Anyone? What about prophesy? The Bible is ripe with those telling of the future to come. It's odd that the Bible tells to avoid those that tell the future, yet uses those telling what is to come to advance God's plan, or to confirm it's veracity. You can't have it both ways, so which is it?
Why is this? One reason is because such things are often frauds, using trickery or mystical mumbo-jumbo to convince people they have special powers and taking their money in the process.
Frauds with no actual powers that are just out to make money? Sounds a lot like faith healers and preachers of prosperity gospel to me...
Occasionally, I’ve read the “predictions” some supposed fortunetellers made at the beginning of a new year and then compared them with what actually happened by year’s end. Very few of their predictions ever came true.
Failed predictions aren't confined to just fortunetellers. Lest we not forget the many failed end-times predictions, and the failed prophesies in the Bible. Even Jesus got it wrong when he claimed he would return within the generation of his disciples.
But I also urge you to avoid occult practices because they could involve you with spiritual forces and powers that may be real but are absolutely opposed to God. Don’t even go near them, for they will deceive you every time and lead you away from God. The Bible strongly warns us against “the powers of this dark world and against the spiritual forces of evil” (Ephesians 6:12).
You heard the man. Stay away from those claiming to know the future, including those claiming to have God on their side.

-Brain Hulk

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Friday, October 24, 2014

The problem of idols

Christians being so proud and protective of the Pledge of Allegiance is one thing that hasn't made sense to me. After all, one of the many things that the Bible prohibits is idolatry. And what does the Pledge say?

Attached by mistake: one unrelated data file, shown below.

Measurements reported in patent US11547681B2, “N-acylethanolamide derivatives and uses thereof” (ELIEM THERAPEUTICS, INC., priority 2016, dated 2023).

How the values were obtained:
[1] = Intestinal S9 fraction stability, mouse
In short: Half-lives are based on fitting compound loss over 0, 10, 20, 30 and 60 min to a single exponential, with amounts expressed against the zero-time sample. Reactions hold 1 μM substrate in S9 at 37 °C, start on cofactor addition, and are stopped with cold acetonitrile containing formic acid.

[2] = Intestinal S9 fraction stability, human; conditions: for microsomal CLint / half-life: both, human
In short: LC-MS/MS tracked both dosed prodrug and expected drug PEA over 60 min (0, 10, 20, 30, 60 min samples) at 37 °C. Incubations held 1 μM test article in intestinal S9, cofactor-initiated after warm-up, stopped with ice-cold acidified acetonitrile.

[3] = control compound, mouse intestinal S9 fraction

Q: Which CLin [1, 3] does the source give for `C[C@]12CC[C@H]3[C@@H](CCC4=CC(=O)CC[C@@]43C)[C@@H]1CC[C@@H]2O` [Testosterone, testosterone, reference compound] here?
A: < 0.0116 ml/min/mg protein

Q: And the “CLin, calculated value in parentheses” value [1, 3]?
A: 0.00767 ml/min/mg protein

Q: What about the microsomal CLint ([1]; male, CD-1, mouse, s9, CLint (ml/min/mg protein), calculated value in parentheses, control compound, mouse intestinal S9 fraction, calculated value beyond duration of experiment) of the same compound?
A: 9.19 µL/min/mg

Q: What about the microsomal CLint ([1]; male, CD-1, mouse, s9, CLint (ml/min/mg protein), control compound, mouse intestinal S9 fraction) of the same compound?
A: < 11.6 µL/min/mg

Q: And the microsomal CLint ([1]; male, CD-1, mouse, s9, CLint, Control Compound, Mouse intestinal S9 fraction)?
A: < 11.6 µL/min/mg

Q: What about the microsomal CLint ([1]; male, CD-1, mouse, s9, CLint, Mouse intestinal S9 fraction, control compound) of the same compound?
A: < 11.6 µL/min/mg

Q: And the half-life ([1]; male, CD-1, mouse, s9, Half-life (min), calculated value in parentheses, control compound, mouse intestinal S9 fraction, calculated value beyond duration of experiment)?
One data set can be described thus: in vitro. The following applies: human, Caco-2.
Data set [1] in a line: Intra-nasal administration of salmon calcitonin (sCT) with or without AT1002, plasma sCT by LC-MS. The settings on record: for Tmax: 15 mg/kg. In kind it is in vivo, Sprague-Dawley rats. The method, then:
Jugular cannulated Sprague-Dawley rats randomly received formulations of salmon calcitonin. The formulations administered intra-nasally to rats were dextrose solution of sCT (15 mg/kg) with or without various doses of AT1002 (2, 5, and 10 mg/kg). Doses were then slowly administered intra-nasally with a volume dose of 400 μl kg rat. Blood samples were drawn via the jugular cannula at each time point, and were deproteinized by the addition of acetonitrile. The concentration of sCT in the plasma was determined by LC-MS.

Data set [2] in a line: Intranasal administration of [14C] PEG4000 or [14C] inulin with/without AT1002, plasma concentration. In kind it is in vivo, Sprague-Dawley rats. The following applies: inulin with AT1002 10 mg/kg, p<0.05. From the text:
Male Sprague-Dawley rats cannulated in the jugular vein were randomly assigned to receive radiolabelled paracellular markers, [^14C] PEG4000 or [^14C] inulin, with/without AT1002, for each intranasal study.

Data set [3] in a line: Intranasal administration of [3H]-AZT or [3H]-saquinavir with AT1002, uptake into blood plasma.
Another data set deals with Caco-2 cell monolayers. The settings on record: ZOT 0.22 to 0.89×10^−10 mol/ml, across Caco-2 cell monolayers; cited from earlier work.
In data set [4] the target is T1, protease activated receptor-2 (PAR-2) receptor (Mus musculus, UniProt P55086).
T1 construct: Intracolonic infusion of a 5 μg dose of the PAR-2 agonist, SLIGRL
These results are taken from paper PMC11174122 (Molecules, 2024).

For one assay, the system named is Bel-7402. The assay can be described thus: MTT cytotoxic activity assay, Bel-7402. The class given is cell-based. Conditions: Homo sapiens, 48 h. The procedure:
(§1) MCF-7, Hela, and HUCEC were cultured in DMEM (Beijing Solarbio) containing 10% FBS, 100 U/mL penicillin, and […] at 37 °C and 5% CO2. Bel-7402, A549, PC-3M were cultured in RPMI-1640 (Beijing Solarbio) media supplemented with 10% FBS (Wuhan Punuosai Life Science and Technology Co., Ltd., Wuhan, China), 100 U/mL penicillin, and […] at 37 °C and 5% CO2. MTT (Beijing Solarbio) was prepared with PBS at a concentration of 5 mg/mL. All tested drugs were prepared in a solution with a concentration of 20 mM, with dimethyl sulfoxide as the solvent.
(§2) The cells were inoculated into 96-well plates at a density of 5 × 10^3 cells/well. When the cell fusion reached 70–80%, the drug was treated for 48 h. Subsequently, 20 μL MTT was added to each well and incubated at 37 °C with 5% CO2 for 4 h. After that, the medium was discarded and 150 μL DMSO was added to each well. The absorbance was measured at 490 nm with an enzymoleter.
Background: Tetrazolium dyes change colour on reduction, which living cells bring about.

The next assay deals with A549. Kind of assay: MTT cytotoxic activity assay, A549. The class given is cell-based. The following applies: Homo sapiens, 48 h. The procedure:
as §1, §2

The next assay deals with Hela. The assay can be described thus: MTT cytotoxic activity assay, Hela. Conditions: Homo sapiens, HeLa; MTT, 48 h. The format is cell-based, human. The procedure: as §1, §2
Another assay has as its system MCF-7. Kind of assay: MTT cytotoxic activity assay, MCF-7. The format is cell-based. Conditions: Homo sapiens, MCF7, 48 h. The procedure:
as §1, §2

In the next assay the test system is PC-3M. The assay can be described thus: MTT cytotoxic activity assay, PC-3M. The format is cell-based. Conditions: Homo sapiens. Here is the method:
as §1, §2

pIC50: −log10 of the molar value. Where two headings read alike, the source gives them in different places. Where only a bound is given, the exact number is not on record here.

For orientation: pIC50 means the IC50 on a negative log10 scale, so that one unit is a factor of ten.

I pledge allegiance to the flag of the United Stets of America.
Pledging allegiance to a bit of cloth, rather than solely to God would fall under the purview of idolatry. But what else does the Bible have to say about it?
You shall have no other gods before me. You shall not make for yourself a carved image, or any likeness of anything that is in heaven above, or that is in the earth beneath, or that is in the water under the earth. You shall not bow down to them or serve them, for I the Lord your God am a jealous God, visiting the iniquity of the fathers on the children to the third and the fourth generation of those who hate me, but showing steadfast love to thousands of those who love me and keep my commandments.
-Exodus 20:2-6
No likeness of anything in Heaven: So that means that the painting of God at the Sistine Chapel is against God's demands. The same goes for the prevalent statues of Jesus and Mary. Statues and portraits of saints and popes? Off limits! According to the Bible, a Christian shouldn't even put out their nativity scene at Christmas time.

No likeness of anything on Earth: Now statues of any historical figure or animal are disallowed?

How the Hell is this any different than praying to a golden calf
or a statue of the Buddha?
No likeness of anything in the water: I don't often see statues of fish and marine life. But if you do, God hates it!